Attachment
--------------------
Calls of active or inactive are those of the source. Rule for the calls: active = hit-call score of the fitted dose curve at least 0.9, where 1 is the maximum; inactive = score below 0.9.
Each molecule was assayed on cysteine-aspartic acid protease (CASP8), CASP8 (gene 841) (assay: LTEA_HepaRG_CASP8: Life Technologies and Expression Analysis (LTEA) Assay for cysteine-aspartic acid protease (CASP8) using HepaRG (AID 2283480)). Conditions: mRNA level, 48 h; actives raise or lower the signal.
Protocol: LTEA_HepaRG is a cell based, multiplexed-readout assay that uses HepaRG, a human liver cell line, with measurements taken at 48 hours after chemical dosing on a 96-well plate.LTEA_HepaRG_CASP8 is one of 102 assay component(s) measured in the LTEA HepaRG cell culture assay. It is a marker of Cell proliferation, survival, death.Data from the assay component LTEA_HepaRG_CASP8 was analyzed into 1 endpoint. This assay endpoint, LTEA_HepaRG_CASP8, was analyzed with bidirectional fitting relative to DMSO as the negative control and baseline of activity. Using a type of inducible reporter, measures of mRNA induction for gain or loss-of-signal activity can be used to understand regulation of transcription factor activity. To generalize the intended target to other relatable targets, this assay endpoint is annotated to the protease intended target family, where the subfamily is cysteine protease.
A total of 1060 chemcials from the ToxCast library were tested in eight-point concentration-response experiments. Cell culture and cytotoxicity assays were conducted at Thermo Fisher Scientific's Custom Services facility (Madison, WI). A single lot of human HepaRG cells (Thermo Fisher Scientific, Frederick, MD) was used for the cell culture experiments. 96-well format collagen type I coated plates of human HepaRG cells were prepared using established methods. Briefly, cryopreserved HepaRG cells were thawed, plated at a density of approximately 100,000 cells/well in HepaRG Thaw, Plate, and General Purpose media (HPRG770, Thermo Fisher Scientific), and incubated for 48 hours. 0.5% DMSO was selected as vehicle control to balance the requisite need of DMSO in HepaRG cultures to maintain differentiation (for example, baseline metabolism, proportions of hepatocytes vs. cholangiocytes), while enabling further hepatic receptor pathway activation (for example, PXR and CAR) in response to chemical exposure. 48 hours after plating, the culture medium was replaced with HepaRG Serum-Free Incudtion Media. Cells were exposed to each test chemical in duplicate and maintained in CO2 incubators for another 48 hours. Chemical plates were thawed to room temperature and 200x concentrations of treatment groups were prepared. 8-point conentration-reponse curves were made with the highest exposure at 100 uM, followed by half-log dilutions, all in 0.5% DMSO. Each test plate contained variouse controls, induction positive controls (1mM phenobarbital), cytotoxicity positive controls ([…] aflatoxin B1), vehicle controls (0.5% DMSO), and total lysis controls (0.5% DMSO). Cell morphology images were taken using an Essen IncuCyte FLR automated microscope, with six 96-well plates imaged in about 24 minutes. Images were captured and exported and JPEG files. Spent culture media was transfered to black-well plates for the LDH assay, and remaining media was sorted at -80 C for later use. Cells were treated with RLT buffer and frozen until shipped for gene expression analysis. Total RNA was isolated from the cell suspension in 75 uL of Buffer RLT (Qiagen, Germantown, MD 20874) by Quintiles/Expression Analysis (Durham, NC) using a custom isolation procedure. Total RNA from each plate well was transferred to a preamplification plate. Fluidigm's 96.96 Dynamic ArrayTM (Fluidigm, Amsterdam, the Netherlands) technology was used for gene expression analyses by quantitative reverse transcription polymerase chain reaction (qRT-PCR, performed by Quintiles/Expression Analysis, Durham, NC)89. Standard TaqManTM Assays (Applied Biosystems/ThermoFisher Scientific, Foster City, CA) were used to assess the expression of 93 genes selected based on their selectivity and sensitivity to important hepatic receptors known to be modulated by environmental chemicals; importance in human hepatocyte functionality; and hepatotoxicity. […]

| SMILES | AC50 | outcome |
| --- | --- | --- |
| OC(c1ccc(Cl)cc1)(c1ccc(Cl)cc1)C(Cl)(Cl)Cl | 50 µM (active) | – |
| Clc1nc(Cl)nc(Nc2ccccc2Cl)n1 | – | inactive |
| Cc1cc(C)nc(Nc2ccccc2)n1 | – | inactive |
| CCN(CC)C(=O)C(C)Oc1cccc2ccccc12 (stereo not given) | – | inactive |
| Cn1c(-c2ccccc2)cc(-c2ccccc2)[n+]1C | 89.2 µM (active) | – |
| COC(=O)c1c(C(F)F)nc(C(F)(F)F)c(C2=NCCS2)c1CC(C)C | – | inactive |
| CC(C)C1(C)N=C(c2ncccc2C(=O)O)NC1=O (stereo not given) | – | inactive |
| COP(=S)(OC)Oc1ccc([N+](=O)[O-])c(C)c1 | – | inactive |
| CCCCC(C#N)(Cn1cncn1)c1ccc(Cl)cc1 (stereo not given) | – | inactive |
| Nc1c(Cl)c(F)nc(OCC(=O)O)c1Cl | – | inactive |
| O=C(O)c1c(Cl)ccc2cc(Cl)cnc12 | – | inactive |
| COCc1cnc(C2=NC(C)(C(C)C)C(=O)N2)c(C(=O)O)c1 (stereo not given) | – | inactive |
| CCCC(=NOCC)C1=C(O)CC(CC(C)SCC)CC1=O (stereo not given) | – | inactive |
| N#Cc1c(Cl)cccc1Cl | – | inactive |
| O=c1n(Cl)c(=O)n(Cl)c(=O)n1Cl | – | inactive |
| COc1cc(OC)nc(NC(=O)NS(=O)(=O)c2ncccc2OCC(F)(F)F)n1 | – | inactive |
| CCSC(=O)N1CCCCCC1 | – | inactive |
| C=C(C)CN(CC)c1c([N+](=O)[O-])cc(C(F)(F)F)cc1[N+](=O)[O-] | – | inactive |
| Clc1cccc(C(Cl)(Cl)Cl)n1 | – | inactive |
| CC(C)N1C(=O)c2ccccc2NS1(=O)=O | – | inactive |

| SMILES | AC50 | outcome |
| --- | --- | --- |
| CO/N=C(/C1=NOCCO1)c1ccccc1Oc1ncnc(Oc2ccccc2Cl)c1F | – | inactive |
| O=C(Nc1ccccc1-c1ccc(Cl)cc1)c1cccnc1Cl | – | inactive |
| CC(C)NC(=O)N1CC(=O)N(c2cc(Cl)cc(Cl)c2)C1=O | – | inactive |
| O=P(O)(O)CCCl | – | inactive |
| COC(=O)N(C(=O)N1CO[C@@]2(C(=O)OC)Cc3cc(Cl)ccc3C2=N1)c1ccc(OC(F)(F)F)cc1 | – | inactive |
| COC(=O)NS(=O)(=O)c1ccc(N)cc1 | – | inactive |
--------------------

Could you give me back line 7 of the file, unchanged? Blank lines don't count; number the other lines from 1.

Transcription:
| OC(c1ccc(Cl)cc1)(c1ccc(Cl)cc1)C(Cl)(Cl)Cl | 50 µM (active) | – |